On April 17, webcam model CammiCams saw a tweet that made her blood boil. ImLive, the site where she’d been camming for two years, indicated it was offering Fox sportscaster Joe Buck $1 million to announce its cam shows live.
At the time, Cammi, who’s from California and over 35, made the majority of her income on ImLive, a live camming site that takes up to 80% of the revenue performers generate (in comparison, most adult cam and clip sites take around 40%). ImLive’s offer of $1 million to a sportscaster during the coronavirus pandemic—money Cammi says the platform could have spent on supporting its performers during a time of financial hardship—struck Cammi as insensitive and unfair. Though Buck ultimately turned down ImLive’s offer, Cammi tweeted her concerns the next day:
“Let’s take a look at where this money is coming from,” she wrote. “ImLive needs to take care of their models and pay them more than 20%, 30% or 35%...now more than ever! I’m glad [Buck] turned it down. So now ImLive might give this million dollars back to their models.”
Instead of redirecting that cash to its models, though, ImLive kicked Cammi off of its platform for her critical tweets.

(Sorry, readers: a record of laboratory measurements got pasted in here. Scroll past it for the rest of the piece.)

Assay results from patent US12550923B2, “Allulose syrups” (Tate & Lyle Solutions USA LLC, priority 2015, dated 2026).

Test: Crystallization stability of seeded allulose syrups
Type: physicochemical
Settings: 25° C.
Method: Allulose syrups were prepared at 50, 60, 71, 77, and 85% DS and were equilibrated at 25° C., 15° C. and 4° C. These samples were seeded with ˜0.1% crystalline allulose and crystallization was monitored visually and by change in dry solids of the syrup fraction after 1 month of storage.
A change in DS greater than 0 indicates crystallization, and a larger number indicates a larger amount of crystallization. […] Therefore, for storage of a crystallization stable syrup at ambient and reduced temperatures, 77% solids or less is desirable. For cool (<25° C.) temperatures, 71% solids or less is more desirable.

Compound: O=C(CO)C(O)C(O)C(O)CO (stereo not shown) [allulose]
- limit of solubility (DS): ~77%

The email dismissing her, which she shared with the Daily Dot, read, “It has come to our attention that you have continued to post negative statements regarding ImLive.com on social media. As such, ImLive.com has decided to end its association with you forthwith.”
Cammi insists that her tweets weren’t negative statements about ImLive. Rather, she was “asking them to pay their models more instead of wanting to give millions to millionaires like Joe Buck,” she says. Cammi adds that she reached out to her model representative at ImLive to express her concerns and got no response for a day before tweeting.
ImLive’s VP of business and public relations, Adrian Stoneman, tells the Daily Dot, “Unfortunately we do not comment on individual cases or discuss accounts held on ImLive.”